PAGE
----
Sun, May 13, 2018 - Page 5 News List

Iraqis head to polls first time since defeat of IS


Iraqis yesterday headed to the polls for the first parliamentary election since the government declared victory over the Islamic State (IS) group.

Voters across the nation cast their ballots under tight security, as the extremists still pose a major security threat, despite a sharp fall in violence.

The poll comes amid surging tensions between key powers Iran and the US after Washington pulled out of a key 2015 nuclear deal, sparking fears of a destabilizing power struggle in Iraq.

About 24.5 million voters faced a fragmented political landscape five months after the IS was ousted, with the dominant Shiites split, the Kurds in disarray and Sunnis sidelined.

More than 15 years since the US-led ouster of former Iraqi president Saddam Hussein, disillusionment is widespread and politics is dominated by old faces from an elite seen as mired in corruption and sectarianism.

At a polling station in the Baghdad’s Karrada District, 74-year-old Sami Wadi appealed for change “to save the country.”

“I call on all Iraqis to participate in the elections to prevent those who have controlled the nation since 2003 from staying in power,” the retiree told reporters.

In Iraq’s second city and former IS bastion Mosul — still partially in ruins from the months-long fight to oust the group — residents hoped for an uptick in their fortunes as they struggle to put their lives back together.

Iraqi Prime Minister Haider al-Abadi — who took office as the IS rampaged across Iraq in 2014 — is angling for a new term, claiming credit for defeating the extremists and seeing off a Kurdish push for independence.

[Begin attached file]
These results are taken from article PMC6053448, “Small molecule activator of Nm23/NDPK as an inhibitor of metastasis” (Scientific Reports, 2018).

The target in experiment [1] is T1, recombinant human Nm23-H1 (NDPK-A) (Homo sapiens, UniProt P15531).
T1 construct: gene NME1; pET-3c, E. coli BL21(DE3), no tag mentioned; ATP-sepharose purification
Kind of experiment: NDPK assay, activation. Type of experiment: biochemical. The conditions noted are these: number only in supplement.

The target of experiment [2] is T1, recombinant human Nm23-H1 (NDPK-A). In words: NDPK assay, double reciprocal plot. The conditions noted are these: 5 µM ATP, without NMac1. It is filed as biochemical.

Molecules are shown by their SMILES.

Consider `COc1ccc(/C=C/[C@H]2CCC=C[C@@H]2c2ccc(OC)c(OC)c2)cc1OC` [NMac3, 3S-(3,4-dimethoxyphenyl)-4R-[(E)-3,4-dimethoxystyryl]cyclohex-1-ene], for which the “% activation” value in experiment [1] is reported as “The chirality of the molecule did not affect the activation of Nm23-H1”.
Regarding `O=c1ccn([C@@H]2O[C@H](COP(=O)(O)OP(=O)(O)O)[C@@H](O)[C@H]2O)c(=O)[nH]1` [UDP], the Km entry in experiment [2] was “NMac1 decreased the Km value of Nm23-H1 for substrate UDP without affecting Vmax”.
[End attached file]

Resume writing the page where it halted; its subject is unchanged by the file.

However, competition from within his Shiite community, the majority group dominating Iraqi politics, could divide the vote and spell lengthy horse-trading to form any government.

Whoever emerges as prime minister will face the mammoth task of rebuilding a country left shattered by the battle against the IS — with donors already pledging US$30 billion.

More than 2 million people remain internally displaced and the IS maintains the capacity to launch deadly attacks.

Overall, just fewer than 7,000 candidates stood and Iraq’s complex electoral system meant no single bloc was likely to get anything near a majority in the 329-seat parliament.

Al-Abadi, who has balanced the US and Iran, is facing two leading challengers to his Victory Alliance.

Former Iraqi prime minister Nuri al-Maliki is widely reviled for stirring sectarianism and losing territory to the IS, but draws support from hardliners.

Another frontrunner, former Iraqi minister of transportation Hadi al-Ameri, led Iran-backed paramilitary units that fought the IS alongside Baghdad’s troops and heads a list of ex-combatants.

Votes in the Sunni heartlands once dominated by the IS, including Mosul, are up in the air, as traditional alliances have been shredded by the fallout of extremist rule.

Political forces in the Kurdish community — often seen as potential kingmakers — are also in disarray after a September last month vote for independence spectacularly backfired.

The Kurds look set to lose some of their clout on the national stage after Baghdad unleashed a battery of sanctions and seized back disputed oil-rich regions.

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